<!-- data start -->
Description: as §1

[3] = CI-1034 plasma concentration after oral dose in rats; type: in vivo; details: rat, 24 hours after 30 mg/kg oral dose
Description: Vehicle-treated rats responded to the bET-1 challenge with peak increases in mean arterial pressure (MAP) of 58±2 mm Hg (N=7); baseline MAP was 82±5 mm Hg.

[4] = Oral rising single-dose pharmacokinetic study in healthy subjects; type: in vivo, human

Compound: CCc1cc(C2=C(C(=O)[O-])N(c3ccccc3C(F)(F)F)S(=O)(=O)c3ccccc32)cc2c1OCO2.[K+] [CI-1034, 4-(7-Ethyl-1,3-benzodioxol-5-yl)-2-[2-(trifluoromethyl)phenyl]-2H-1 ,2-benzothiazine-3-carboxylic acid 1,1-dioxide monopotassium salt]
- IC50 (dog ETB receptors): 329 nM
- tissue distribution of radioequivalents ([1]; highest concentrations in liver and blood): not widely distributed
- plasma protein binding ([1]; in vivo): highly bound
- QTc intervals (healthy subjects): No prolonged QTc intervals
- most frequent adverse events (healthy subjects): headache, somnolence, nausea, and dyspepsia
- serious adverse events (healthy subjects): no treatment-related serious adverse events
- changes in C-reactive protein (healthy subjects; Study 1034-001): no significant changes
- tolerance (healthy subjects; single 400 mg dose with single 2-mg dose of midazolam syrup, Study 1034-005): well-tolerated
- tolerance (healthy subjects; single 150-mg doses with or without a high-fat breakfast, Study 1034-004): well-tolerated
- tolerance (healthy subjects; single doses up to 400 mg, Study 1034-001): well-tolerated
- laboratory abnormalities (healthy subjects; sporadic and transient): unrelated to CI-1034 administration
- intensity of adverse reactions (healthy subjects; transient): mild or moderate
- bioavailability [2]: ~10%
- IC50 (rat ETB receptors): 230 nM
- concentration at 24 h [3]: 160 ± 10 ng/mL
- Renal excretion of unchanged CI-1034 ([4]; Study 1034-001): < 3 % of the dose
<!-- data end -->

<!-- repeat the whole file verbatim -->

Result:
Description: as §1

[3] = CI-1034 plasma concentration after oral dose in rats; type: in vivo; details: rat, 24 hours after 30 mg/kg oral dose
Description: Vehicle-treated rats responded to the bET-1 challenge with peak increases in mean arterial pressure (MAP) of 58±2 mm Hg (N=7); baseline MAP was 82±5 mm Hg.

[4] = Oral rising single-dose pharmacokinetic study in healthy subjects; type: in vivo, human

Compound: CCc1cc(C2=C(C(=O)[O-])N(c3ccccc3C(F)(F)F)S(=O)(=O)c3ccccc32)cc2c1OCO2.[K+] [CI-1034, 4-(7-Ethyl-1,3-benzodioxol-5-yl)-2-[2-(trifluoromethyl)phenyl]-2H-1 ,2-benzothiazine-3-carboxylic acid 1,1-dioxide monopotassium salt]
- IC50 (dog ETB receptors): 329 nM
- tissue distribution of radioequivalents ([1]; highest concentrations in liver and blood): not widely distributed
- plasma protein binding ([1]; in vivo): highly bound
- QTc intervals (healthy subjects): No prolonged QTc intervals
- most frequent adverse events (healthy subjects): headache, somnolence, nausea, and dyspepsia
- serious adverse events (healthy subjects): no treatment-related serious adverse events
- changes in C-reactive protein (healthy subjects; Study 1034-001): no significant changes
- tolerance (healthy subjects; single 400 mg dose with single 2-mg dose of midazolam syrup, Study 1034-005): well-tolerated
- tolerance (healthy subjects; single 150-mg doses with or without a high-fat breakfast, Study 1034-004): well-tolerated
- tolerance (healthy subjects; single doses up to 400 mg, Study 1034-001): well-tolerated
- laboratory abnormalities (healthy subjects; sporadic and transient): unrelated to CI-1034 administration
- intensity of adverse reactions (healthy subjects; transient): mild or moderate
- bioavailability [2]: ~10%
- IC50 (rat ETB receptors): 230 nM
- concentration at 24 h [3]: 160 ± 10 ng/mL
- Renal excretion of unchanged CI-1034 ([4]; Study 1034-001): < 3 % of the dose